All the strategy and mechanics in the world wouldn't mean anything though if the gameplay wasn't there. Luckily, The Con has a very deep fighting system to complement its other modes. The first thing to note is that you generally fight from a first person point of view. This is very reminiscent of Super Punch Out or Fight Night and actually helps you gauge the action with ease. Also, while there are five varying styles of fighting within the game (street boxing, wrestling, Jeet Kune Do, kickboxing and Tae Kwon Do) the face buttons all map out to the same basic forms of punching/kicking attacks (right/left high/low). You are also able to duck forward, sway back, dodge to each side, block/parry and Con/Fake attacks. Each fighting style also has throws associated with it (using a combination of buttons), evades and Special/Super moves that involve more evolved button combos.
As mentioned, while the fighting is never too taxing, it is very fluid, intuitive and lots of fun. Sure, it never reaches the depths of a Tekken or even a DOA game, but the fighting is only partially the mechanic at play in any given event. You also have to constantly sell your match and try to make as much money as possible.
The other modes of The Con are found under the Quick Play heading which includes a Create-A-Character mode (more on that later), Arcade mode (used for practice mainly), Time Attack (how fact can you go threw a select number of opponents?) and Survival (how long can you last meeting opponent after opponent with only a slightly regenerating health bar). There are records in all modes, easily viewed from the Quick Play menu as well. In these modes, you only have to worry about the fighting, but a few rounds spent here will help a lot in Story Mode (and multiplayer).
One of the highlights of The Con is its deep Create-A-Character. Not only can you customize the fighting style of your characters, but you can edit every possible facet of their appearance (from their physical look to their clothing) all the way to editing the combo strings your fighter can perform. While editing combos does take a little bit of getting used to (it's a little overwhelming the first time you try) after playing the game a bit, you'll soon get a feel for what you have time to string together and when to use them.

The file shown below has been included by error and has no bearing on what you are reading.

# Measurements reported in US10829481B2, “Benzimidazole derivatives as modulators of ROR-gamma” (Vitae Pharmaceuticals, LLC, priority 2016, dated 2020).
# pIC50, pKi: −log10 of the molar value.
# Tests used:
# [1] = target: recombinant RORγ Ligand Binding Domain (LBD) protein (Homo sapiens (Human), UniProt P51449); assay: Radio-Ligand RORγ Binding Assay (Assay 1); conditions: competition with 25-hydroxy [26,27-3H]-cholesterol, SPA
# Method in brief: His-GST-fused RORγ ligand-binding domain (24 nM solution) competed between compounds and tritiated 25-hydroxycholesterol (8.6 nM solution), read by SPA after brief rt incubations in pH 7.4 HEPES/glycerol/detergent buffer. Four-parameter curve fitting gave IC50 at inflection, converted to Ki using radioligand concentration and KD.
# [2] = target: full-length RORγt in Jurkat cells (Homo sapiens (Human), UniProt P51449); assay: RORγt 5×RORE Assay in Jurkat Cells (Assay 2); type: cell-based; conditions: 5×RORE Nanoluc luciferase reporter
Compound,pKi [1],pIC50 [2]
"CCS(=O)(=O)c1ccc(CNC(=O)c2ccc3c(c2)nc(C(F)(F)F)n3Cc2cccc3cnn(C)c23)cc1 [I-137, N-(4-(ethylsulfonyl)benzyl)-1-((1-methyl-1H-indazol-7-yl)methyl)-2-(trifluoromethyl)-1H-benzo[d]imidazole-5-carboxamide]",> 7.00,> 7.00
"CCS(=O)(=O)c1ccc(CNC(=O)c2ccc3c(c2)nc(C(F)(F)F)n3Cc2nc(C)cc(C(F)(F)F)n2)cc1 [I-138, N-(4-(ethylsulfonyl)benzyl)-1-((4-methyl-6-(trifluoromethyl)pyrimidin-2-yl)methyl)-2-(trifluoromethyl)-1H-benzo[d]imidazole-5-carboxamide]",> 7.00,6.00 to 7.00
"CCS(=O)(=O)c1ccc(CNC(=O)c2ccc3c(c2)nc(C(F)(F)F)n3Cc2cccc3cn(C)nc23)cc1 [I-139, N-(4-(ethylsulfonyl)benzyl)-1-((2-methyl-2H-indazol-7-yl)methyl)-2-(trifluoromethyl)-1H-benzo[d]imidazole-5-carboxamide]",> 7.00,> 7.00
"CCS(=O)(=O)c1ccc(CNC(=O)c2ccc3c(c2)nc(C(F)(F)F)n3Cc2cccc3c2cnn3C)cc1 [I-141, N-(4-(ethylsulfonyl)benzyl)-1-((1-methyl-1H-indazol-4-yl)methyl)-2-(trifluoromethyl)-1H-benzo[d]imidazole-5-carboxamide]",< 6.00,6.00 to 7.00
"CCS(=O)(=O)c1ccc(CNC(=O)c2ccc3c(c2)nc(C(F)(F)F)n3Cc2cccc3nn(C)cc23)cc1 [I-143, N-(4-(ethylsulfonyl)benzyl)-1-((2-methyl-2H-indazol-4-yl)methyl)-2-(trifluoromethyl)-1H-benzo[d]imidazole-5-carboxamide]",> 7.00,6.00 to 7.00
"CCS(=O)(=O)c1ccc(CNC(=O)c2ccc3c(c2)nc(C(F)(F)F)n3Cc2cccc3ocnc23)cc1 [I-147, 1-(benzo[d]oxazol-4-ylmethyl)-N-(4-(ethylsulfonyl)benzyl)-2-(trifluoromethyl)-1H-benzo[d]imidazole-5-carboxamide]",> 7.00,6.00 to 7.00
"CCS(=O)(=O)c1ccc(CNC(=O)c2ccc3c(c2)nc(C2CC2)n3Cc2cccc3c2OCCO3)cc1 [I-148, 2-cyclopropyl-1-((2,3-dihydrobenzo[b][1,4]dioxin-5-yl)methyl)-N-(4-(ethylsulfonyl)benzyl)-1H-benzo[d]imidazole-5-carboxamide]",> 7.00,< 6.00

While the single player campaign can last a long time, sometimes there's nothing better than to play with friends wirelessly. Luckily, The Con is one of those few games that features Game Sharing for those who do not have their own copy of the game. Featuring wireless Ad Hoc compatibility, you'll be able to not only take on your friends but also risk items to sweeten the stakes. Multiplayer games are generally quite amusing and involve a great deal of trash talking. Lag is nonexistent and play is fast and smooth.
Graphically, The Con has a distinct look which is both "street" and "punk" at the same time. The graphics, while sharp, are a little on the dark side and the environments (of which there are very few) repeat too often. The character models are amazing and you can easily create really original looking fighters. Unfortunately, the fighters that you will face seem to all blend into each other after a while. The amount of items you can wear is threw the roof and the amount of physical changes you can perform on your character are staggering. Load times are short, but once you've gotten the hang of things, you'd wish they'd load a little faster, or a least skip some of the intro animations and get to the action already.
In the audio department, the voice acting is simply so-so, with dialog that is mostly over-the-top to begin with. Musically, the game feels very generic, but the songs hold up even after repeat listens.
As a whole, The Con may not be the Second Coming that we've all been expecting for the past year, but it is a strong step in the right direction. The game features a surprisingly deep fighting engine coupled with a "con" management aspect that is fun and interesting. There are lots of items to equip on your character and the create-a-character modes are really well done. The Con may not please everyone and may not even keep certain gamers interested past the tutorial stages, but those willing to really give it a try will be greatly rewarded. At the very least, The Con is a good sign of things to come and deserves at least a rental.